“…I took a little trip to my hometown.  I only stopped to look around…”

Leaving East Cleveland Court, my path to the office was both circuitous and fortuitous. Roadwork, coupled by a hatred of driving that suburb (they ticket car phones), had me heading out Euclid— past Lee, past Taylor— past Noble and Belvoir — until I finally hit Green. It was in the twenty more minutes of travel… dreidling through paths not travelled in decades…that I realized once again, how buried treasures lay everywhere. We just have to look.

—And so it was that this morning, ‘tween breakfast and Helen, I re-ran the route in search of more bounty. Disappointed I wasn’t, finding rapture in replay.

8:45 AM

Southbound from Carrie’s, my consciousness was being piqued by the landmarks of past. First up: Notre Dame College (to the right). Took my ACT’s there under protest.
“It’s a waste of time,” I told my mother. (Michigan State needed SAT’s).
“Don’t be such a big shot,” she said. “You’re not there yet.”

I drove by Golfway, Judy Martin’s street. Must have been sixth grade or so that Holly Lawrence, Michael Agin and I stared out the backside, watching dirt move as Greenview was built.

Ah…the Post Office (on my left). How many times have I stood in line at Helen’s request, just to find out if it an envelope was one ounce or two?

Then the medical building, on the right. Thoughts rained: Jamie being pushed in a wall for CAT-Scans and such, circa ’84…

Just teasing Mayfield, the memories poured.

There was St. Gregory’s, (again on the right). The name’s been changed, but this storied venue’s housed signal moments in successive centuries. Midway through the 20th, I threw three straight footballs through a swinging tire at the carnival. Savoring the big blue ‘n white bear I’d won, steadfastly I safeguarded it… until the 90’s… when it evaporated in a box in the Lomaz garage. Moreover, just years ago I won the annual poker tournament, knocking Linsker’s father out at the Final Table. Outdoors or in, it’s my favorite parish.

8:55. Still driving.

It used to be Jay’s Drug on the corner by Franklin’s. If you played for the Red Sox and you won, it was ice cream for all. Alas, my hose were white so I got one trophy (1960) and three years of Creem-O-Freeze—then again, only if our father drove home.

Crossing the intersection, FOR THE FIRST TIME IN YEARS, I saw the parking area not as a Marc’s lot, but as the gathering place before the annual Little League parade. “In the day”, spruced up in clean, pressed uniforms, we would strut our stuff on the Sunday before season openers. Smiles lined the streets as we swaggered…all of us…undefeated.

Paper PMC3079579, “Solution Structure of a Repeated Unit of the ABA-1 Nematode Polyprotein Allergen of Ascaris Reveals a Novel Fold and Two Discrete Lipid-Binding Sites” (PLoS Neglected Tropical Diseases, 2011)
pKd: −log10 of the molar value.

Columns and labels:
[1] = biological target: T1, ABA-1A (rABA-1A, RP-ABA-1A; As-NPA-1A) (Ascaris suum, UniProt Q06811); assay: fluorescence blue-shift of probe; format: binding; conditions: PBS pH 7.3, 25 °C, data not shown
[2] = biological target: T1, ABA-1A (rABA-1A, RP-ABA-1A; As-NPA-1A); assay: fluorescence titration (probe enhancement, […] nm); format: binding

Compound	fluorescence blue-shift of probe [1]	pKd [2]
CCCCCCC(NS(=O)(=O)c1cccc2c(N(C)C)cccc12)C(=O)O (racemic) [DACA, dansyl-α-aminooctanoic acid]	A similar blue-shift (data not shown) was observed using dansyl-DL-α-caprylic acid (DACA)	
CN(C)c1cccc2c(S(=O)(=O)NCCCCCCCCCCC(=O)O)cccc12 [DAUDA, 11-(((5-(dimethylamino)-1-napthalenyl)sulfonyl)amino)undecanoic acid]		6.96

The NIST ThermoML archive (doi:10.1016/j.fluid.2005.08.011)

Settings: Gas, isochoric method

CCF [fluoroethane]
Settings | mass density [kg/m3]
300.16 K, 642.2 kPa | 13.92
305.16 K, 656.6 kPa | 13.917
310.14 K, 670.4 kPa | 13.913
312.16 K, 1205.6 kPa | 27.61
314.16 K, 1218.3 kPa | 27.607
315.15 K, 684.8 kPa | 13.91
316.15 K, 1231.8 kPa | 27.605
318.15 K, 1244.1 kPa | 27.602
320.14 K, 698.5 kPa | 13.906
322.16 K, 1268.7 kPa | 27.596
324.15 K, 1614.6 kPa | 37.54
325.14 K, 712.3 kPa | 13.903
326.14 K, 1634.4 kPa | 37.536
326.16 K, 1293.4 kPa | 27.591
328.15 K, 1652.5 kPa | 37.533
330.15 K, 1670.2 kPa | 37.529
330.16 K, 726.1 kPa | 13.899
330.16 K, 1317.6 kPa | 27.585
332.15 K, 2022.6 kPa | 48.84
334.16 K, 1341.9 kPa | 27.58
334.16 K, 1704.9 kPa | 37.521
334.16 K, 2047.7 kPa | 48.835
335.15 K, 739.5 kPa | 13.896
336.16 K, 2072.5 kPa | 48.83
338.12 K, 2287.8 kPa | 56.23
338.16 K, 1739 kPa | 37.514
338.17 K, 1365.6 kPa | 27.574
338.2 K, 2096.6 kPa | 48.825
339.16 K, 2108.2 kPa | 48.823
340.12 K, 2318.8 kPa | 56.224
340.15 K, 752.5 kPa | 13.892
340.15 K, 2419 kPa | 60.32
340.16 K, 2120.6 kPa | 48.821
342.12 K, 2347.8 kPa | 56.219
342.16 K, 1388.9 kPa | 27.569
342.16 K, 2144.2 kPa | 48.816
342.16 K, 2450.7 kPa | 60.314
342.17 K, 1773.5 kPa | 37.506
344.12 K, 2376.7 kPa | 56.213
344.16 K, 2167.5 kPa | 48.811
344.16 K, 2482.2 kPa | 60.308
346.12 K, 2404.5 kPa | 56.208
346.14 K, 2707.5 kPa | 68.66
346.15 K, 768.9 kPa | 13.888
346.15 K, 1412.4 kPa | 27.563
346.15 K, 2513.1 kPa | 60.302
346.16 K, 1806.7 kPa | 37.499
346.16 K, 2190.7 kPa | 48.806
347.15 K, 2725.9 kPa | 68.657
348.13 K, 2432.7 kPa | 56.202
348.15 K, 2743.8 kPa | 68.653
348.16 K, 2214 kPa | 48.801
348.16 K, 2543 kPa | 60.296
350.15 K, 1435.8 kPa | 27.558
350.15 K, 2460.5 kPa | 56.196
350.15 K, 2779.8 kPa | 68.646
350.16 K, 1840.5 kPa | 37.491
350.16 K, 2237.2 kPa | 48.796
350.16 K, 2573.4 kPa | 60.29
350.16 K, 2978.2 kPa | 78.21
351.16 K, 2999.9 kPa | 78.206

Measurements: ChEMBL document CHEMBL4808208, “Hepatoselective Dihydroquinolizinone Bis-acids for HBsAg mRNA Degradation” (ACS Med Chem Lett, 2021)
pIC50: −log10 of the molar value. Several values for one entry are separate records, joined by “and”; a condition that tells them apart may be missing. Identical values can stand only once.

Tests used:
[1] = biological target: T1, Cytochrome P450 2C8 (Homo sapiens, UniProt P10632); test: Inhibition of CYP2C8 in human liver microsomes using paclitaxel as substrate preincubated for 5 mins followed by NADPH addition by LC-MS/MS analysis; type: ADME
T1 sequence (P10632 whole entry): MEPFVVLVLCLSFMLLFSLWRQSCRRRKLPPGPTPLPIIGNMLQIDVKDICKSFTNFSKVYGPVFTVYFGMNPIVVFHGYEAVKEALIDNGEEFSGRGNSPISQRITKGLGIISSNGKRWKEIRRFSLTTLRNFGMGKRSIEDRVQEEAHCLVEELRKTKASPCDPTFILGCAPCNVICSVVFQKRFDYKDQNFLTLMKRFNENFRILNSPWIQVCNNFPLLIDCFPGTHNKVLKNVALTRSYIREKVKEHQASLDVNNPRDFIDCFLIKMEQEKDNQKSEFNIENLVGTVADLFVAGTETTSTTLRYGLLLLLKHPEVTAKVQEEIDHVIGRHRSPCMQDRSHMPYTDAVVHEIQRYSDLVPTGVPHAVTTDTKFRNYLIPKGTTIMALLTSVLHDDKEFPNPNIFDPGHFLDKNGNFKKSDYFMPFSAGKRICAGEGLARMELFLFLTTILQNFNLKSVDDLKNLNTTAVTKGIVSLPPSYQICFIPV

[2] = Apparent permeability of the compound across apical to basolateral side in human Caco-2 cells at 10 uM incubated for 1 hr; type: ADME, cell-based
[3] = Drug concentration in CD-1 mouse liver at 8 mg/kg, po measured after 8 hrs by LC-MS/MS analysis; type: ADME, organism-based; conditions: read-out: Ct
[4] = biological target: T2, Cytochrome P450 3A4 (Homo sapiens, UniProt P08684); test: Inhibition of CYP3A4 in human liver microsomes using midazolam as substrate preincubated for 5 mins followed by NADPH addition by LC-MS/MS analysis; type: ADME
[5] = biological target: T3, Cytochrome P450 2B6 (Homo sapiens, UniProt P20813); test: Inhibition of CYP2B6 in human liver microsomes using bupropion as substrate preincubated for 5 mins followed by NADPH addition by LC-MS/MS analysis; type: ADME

9:00 I drove past the courthouse. Judge Klein was a lodge brother and when he first ran for office, back in our Rowland days, we had his sign on our lawn. Two decades later he was still on the bench and he still remembered.

9:03 Passing Anderson I angled left. All those years as a kid— how I marveled that the road’s sharp turn didn’t change the name. It was still Green Road.

By 9:08 I was crossing Monticello and edging toward final memories. There used to be a Lawson’s store (“bodega”, as my son would say). And a Crown Pharmacy (owned by Gelfand’s father). You could cut through the bushes right next to it and beat a fifty foot path to the diamonds. Learning the route was a rite of passage reserved for those in “the majors”. Minor leaguers played on a field far less proximate. (Ah, the subtlety of caste systems).

It was ten past nine when my eyes caught the dashboard time and I saw the unseeable: Aunt Helen, sitting on her couch…watching the clock.

And still I pressed on.
On a mission I felt.
To see Negrelli Field…
One more time.

I turned east on Greenmont. Familiar it looked, where was the drive? Industrial now–where was that turn? It know it was there in ’62!

And then I gave up. I had to. I was “on the clock”. My field of dreams would wait lest my morning turn to nightmare.

So I turned back north, letting go of the past. 35 in a 25 now; I would be on time.

I had re-crossed Mayfield when approaching Greenview it looked like rain. Like lightning I recalled the junior high dance and how the guys, in a downpour, ran south in the street toward Cedar to Geraci’s. (Yeah, they were there back then).

Still pleasuring in past, my phone rang loud. “Morris Bogart” read the screen. (I figure when she takes the listing out of my grandpa’s name—I mean he only died in 1954—then so will I).

“Bruce,” she opened, “There are two bags on the steps. The white one is garbage and the blue one is for recycling.”
“Yes, Aunt Helen. I know.”
“I tell you this,” she shot back, ”Because you don’t remember anything.”
“Yes, Aunt Helen.”

“And as I stopped along the thoroughfare…there was music playing everywhere….”

P. Anka


  1. Aunt Helen says:

    I wish I didn’t have to continually communicate with you via your blog, but you never return my calls. What time are you:

    1) picking me up for dinner
    2) getting a different bottle of wine
    3) picking up my soup from Jack’s

    Also, trash day is now on Thursday. Could you pick up my trash by 3:10 pm of Wednesday? Not Thursday. I want to make sure that you have time to put the bags in the correct containers in the backyard when you return on Thursday. Sometimes, it takes you a few times to get it right. White is garbage. Blue is recycling. Please try to remember. If you can remember throwing three footballs through a tire in 1957, then you should be able to remember which bags go in which containers.

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